Metric's Emily Haines
Extra ACL Music Fest sound bites in advance
By Zoe Cordes Selbin, 2:57PM, Fri. Sep. 21, 2012
Last week, my family rang in the Jewish New Year, a great excuse to eat lots and make a second set of New Year’s resolutions. Mine is to be more concise. I was reminded of that writing for the Chronicle ACL fest music supplement. Since I couldn't print my whole interview with Metric's Emily Haines, here's a few tidbits that won’t make the print edition.
Haines remains an amazing role model for women in the music industry. She’s a stone cold rock & roller, and as such, is never afraid to be angry. The singer's been in the public eye for over a decade now, yet Haines never let the industry co-opt her or turn her into an over sexualized pop fantasy.
“I don’t feel it’s my place to speak for anyone else on this topic,“ she maintains. “All I know is that for myself, I have dedicated my life to being the best. I’ve faced obstacles, but I feel that I’ve been able to make the life that I wanted to make.
“And if anybody wants to stand in my way because of my gender, they aren’t going to get very far.”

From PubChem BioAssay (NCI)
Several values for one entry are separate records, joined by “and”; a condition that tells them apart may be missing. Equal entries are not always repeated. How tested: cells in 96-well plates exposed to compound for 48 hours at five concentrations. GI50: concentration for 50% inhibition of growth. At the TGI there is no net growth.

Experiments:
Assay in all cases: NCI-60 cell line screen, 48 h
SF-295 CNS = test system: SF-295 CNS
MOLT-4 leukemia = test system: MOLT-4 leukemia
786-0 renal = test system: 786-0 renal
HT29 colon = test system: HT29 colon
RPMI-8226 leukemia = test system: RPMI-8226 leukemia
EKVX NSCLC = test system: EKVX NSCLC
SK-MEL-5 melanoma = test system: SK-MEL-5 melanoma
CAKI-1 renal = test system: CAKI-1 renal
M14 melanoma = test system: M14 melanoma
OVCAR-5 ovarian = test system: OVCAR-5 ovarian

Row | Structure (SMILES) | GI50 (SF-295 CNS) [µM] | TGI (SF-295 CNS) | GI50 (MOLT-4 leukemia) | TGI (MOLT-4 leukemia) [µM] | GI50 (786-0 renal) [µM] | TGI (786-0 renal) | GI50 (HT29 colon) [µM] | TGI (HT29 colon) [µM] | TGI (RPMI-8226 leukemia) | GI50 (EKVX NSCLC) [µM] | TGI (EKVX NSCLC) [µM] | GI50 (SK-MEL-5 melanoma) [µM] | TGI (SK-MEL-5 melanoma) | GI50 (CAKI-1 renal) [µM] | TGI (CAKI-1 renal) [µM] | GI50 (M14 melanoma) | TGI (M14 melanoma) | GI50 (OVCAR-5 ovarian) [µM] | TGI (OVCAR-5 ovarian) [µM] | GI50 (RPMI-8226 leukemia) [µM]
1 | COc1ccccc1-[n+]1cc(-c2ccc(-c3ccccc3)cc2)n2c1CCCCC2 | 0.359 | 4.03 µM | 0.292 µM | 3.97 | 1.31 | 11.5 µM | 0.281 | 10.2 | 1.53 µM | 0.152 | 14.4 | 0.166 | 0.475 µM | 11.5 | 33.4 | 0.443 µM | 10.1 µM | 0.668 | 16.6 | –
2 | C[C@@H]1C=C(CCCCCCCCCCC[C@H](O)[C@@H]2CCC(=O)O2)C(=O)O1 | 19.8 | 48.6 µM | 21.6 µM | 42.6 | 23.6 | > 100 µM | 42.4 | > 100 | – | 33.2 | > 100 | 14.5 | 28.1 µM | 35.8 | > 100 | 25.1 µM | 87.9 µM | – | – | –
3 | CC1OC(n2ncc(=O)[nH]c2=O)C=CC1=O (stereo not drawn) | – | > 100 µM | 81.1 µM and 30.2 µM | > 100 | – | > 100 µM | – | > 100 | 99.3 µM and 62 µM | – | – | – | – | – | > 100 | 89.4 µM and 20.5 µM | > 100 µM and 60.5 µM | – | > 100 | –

If Metric’s latest release, June's Synthetica, is any indication, the Toronto quartet will continue to grow in popularity, yet Haines has other projects too. Besides her collaborationa with fellow Canadians Broken Social Scene, she's put out solo work under the name Emily Haines & the Soft Skeleton. That's more than enough to keep her busy
“I live my life and I do the work I want to do,” she maintains. “I think when you do what you love, you find the energy to keep going.”
It’s a powerful message for young people facing career indecision in the music industry. Whether you’re business or creative, the ongoing changes in the way we buy and share live and recorded music can be daunting. Fortunately, Metric shows us a new hope.
The popularity of the group's self-released albums (more on that in the ACL supplement) allows their art and music to speak louder than their personalities. Haines should be a role model for everyone. No matter what happens to the music industry, we can do this.